Discovery of clues to origin of modern humans found in Kenya

By Wang Xiaodong and Edith Mutethya in Baringo, Kenya | China Daily | Updated: 2023-11-19 23:15
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Zhao Qingpo (left), leader of the joint paleontological and archaeological team, and his team members photograph and number the stone tools unearthed at the archaeological site near Lake Bogoria in Baringo County in western Kenya on Nov 1. [Photo by Wu Xiaohui / China Daily]

A China-Kenya joint paleontological and archaeological team has discovered in Kenya a number of stone tools made during the Paleolithic period, also known as the Old Stone Age, that date back hundreds of thousands of years, offering new clues to the origin of modern humans.

The stone tools, excavated near Lake Bogoria in Baringo County in western Kenya, feature a refined toolmaking method known as the Levallois technique, which was developed more than 200,000 years ago, according to a leading member of the team, Zhao Qingpo of China's Henan Provincial Institute of Cultural Heritage and Archaeology.

"This period is a crucial stage for the origin of modern humans, and the tools that we have discovered may have been made by modern humans, or intelligent men, at the very early stage," he said, adding that research will be done to determine the exact period in which the stone tools were produced.

Paleontological evidence has shown that Africa is the origin of humans, with human fossils dating back 6 million years having been discovered in Kenya. However, the exact location of the origin of early modern humans is still a matter of debate.

This is not the first time that large-scale archaeological excavation has been done in Baringo. The China-funded joint team, which comprises more than 20 members from institutes including the Henan provincial institute, the Turkana Basin Institute in northern Kenya and the National Museums of Kenya, has been cooperating on excavation in the region since 2017, although efforts were interrupted during the COVID-19 pandemic.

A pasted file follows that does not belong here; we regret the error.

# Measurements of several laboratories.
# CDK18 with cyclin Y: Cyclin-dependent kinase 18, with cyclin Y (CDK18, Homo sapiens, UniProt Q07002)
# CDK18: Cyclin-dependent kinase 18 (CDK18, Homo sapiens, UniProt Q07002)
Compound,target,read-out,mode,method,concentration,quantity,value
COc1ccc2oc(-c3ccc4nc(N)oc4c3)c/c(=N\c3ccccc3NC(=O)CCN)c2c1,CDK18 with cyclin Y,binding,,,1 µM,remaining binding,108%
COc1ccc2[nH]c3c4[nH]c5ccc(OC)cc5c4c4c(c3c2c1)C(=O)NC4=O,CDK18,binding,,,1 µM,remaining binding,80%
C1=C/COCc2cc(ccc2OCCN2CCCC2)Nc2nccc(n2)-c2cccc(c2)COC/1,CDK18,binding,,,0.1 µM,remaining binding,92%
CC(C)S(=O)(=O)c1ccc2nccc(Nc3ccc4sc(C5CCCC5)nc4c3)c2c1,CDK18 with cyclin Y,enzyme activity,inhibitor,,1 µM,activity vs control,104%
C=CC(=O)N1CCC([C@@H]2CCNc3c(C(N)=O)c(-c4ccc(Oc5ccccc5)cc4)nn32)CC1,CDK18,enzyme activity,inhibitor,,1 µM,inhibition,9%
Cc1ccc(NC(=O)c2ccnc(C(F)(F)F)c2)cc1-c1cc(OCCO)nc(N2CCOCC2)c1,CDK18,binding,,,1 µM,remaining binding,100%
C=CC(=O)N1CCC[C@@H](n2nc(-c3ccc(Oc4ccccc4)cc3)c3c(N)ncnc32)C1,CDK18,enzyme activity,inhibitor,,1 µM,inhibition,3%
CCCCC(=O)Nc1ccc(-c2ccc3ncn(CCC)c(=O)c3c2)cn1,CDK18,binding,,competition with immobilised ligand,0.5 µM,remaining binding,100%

During the latest joint excavation, which began in early October and ended on Wednesday, hundreds of stone tools made during the Old Stone Age have been discovered.

All the excavated stone tools will be photographed, and 3D digital models will be made for further research, Zhao said.

A team member uses a 3D scanner to study the excavated stone tools at their temporary quarters in Kenya on Nov 1. [Photo by Wu Xiaohui / China Daily]

Job Kibii, director of research and science at the Turkana Basin Institute and the China-Kenya joint project director, said Baringo has many artifacts and fossils.

He said that since Oct 3, when joint work began, the team has unearthed more than 600 artifact items, and more than 3,000 items have been discovered since the project began in 2017.

Kibii said the fossils of animals that coexisted with the human ancestors who made the stone tools have also been found. "We have found fossils of ancient pigs, antelopes and elephants in our field work," he said.

The team hopes to specify a time frame for the tools found at the site, he said, adding that the tools can offer clues about who the humans were, how mentally developed they were, what challenges they faced and the resources they used.

He said that each type of stone tool had a specific use, whether for harvesting tubers or slaughtering animals, and therefore can illustrate the mode of subsistence at the time.

Soil samples will be collected and sent to China for dating, Kibii said, noting that there is preliminary evidence that people lived in what is now Baringo County 500,000 years ago.

Faith Wambua, a research fellow at the National Museums of Kenya who has been working on the project since 2017, said that through working with the Chinese team, she has become familiar with new technology such as photogrammetry, which can be used to prepare a 3D model for a stone tool. This makes it possible for Chinese archaeologists to conduct research without having to go to Kenya.

She said the discovery of such items as stone tools helps people understand their origins and appreciate the need to preserve their heritage for future generations.

Rebecca Muthoni, a staff member at the palynology and paleobotany section of the National Museums of Kenya, said she will collect soil samples and process them in the laboratory to understand the type of vegetation that existed in the area, the environment, the wildlife that lived there and what people ate.

Patrick Nyaga, the collection manager at the National Museums of Kenya's paleontology section, said the experience of the past month is memorable because he learned how to identify stone tools, how to handle them during excavation and how to classify them.

"It's a great opportunity to work with the Chinese team. I have learned a lot from them, including their culture," he said.

Nyaga said the joy of discovering a tool makes the difficulty of excavation worthwhile. He added that the tools the team discovered will help researchers and scholars learn more about human history and how technology was developed.

Peng Shenglan, another team member from the Henan Provincial Institute of Cultural Heritage and Archaeology, said this is her first time to go to Africa for joint excavation, and she cherishes the experience.

"We made a big fuss when we first came here, because there are so many stoneworks and fossils," Peng said. "It's like a mecca for Old Stone Age lovers like me."

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